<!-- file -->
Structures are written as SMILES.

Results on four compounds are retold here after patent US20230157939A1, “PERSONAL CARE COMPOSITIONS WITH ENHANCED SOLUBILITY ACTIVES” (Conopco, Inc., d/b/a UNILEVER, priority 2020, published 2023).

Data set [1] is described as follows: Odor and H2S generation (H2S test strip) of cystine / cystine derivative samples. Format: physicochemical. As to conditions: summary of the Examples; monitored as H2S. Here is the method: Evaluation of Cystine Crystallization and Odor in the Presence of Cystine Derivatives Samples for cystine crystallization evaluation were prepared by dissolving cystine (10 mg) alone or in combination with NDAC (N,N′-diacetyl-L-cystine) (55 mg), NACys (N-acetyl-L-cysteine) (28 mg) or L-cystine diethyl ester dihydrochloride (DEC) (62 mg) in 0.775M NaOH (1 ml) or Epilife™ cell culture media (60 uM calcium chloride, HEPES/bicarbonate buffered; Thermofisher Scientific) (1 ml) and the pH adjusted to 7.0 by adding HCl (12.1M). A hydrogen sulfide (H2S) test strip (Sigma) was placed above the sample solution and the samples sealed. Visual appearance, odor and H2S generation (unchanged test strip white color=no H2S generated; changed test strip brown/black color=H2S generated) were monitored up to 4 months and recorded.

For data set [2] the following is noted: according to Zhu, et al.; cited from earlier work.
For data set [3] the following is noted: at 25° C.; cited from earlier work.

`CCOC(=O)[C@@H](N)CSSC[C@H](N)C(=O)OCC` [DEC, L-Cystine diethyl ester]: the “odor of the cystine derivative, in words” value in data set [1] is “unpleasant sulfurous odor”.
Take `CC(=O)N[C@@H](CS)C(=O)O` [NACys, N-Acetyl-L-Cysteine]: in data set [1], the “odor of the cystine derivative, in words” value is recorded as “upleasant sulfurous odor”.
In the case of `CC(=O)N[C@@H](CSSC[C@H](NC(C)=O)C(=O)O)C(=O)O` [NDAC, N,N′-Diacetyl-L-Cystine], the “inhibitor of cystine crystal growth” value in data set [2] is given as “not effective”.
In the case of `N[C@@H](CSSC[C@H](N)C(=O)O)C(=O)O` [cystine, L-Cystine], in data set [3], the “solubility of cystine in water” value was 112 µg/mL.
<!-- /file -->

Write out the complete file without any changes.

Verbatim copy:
Structures are written as SMILES.

Results on four compounds are retold here after patent US20230157939A1, “PERSONAL CARE COMPOSITIONS WITH ENHANCED SOLUBILITY ACTIVES” (Conopco, Inc., d/b/a UNILEVER, priority 2020, published 2023).

Data set [1] is described as follows: Odor and H2S generation (H2S test strip) of cystine / cystine derivative samples. Format: physicochemical. As to conditions: summary of the Examples; monitored as H2S. Here is the method: Evaluation of Cystine Crystallization and Odor in the Presence of Cystine Derivatives Samples for cystine crystallization evaluation were prepared by dissolving cystine (10 mg) alone or in combination with NDAC (N,N′-diacetyl-L-cystine) (55 mg), NACys (N-acetyl-L-cysteine) (28 mg) or L-cystine diethyl ester dihydrochloride (DEC) (62 mg) in 0.775M NaOH (1 ml) or Epilife™ cell culture media (60 uM calcium chloride, HEPES/bicarbonate buffered; Thermofisher Scientific) (1 ml) and the pH adjusted to 7.0 by adding HCl (12.1M). A hydrogen sulfide (H2S) test strip (Sigma) was placed above the sample solution and the samples sealed. Visual appearance, odor and H2S generation (unchanged test strip white color=no H2S generated; changed test strip brown/black color=H2S generated) were monitored up to 4 months and recorded.

For data set [2] the following is noted: according to Zhu, et al.; cited from earlier work.
For data set [3] the following is noted: at 25° C.; cited from earlier work.

`CCOC(=O)[C@@H](N)CSSC[C@H](N)C(=O)OCC` [DEC, L-Cystine diethyl ester]: the “odor of the cystine derivative, in words” value in data set [1] is “unpleasant sulfurous odor”.
Take `CC(=O)N[C@@H](CS)C(=O)O` [NACys, N-Acetyl-L-Cysteine]: in data set [1], the “odor of the cystine derivative, in words” value is recorded as “upleasant sulfurous odor”.
In the case of `CC(=O)N[C@@H](CSSC[C@H](NC(C)=O)C(=O)O)C(=O)O` [NDAC, N,N′-Diacetyl-L-Cystine], the “inhibitor of cystine crystal growth” value in data set [2] is given as “not effective”.
In the case of `N[C@@H](CSSC[C@H](N)C(=O)O)C(=O)O` [cystine, L-Cystine], in data set [3], the “solubility of cystine in water” value was 112 µg/mL.